Are you seeing “green shoots” regarding revenue growth, retention or other momentum in your portfolio as they adapt to the pandemic?
Not yet. Only a few of our portfolio companies are negatively affected by COVID-19.

What is a moment that has given you hope in the last month or so? This can be professional, personal or a mix of the two.
Investors are willing to make new investments and help out struggling portfolio companies. Founders are keeping their heads high and making the best out of the new circumstances. In some cases it actually stimulates new innovations.

Benjamin Ratz, partner, Nordic Makers

What trends are you most excited about investing in, generally?
Energy and the transition to a fossil fuel society, data as governance and the changing role of education.

What’s your latest, most exciting investment?
Seaborg — building modular, small and safe nuclear reactors.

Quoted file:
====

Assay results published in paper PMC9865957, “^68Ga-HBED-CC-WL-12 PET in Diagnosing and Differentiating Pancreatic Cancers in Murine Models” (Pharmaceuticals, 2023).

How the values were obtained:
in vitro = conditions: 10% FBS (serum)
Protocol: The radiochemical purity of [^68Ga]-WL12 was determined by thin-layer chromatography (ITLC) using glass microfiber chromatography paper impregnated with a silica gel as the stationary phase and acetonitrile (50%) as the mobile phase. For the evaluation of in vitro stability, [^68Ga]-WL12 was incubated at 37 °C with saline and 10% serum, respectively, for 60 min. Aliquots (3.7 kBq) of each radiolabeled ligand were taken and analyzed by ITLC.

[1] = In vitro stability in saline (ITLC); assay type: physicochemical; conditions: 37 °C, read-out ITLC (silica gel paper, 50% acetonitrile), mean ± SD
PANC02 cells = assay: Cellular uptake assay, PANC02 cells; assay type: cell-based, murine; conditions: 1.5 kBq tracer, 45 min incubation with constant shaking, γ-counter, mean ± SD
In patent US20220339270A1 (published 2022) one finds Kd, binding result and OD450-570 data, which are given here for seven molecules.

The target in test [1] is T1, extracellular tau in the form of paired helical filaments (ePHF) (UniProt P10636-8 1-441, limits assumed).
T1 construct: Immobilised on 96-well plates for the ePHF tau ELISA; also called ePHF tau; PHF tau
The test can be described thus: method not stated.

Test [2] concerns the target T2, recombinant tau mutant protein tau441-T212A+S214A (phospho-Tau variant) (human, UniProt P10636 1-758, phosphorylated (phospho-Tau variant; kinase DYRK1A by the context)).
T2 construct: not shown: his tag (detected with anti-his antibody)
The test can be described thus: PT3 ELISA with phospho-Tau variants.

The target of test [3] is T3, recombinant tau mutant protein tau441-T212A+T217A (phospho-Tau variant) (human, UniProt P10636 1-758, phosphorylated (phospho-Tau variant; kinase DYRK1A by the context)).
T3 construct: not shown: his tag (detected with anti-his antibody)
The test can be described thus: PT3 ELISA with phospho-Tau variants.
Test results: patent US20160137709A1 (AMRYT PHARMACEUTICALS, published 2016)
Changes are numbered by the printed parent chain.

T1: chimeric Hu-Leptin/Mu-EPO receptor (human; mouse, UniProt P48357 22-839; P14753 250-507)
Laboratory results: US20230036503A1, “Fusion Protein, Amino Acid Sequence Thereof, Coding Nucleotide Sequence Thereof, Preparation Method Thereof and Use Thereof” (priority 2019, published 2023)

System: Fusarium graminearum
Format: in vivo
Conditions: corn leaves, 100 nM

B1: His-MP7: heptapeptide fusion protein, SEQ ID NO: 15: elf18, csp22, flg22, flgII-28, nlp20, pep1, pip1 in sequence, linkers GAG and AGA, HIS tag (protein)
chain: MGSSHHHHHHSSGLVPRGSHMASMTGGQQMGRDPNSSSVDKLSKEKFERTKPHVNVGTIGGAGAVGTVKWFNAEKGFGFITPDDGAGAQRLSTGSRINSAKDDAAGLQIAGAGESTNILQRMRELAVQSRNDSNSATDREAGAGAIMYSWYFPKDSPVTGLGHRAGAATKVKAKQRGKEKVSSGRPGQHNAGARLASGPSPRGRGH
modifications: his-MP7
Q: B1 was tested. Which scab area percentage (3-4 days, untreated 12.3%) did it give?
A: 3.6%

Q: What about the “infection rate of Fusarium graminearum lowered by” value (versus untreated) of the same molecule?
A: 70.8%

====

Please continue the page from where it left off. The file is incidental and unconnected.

Labster — virtual science labs that help students all over the world immerse in science and STEM.

Are there startups that you wish you would see in the industry but don’t? What are some overlooked opportunities right now?
Improving the public sector.

What are you looking for in your next investment, in general?
Views on how and if the world has permanently changed in behavior due to the pandemic.

Which areas are either oversaturated or would be too hard to compete in at this point for a new startup? What other types of products/services are you wary or concerned about?
Micromobility, teledocs.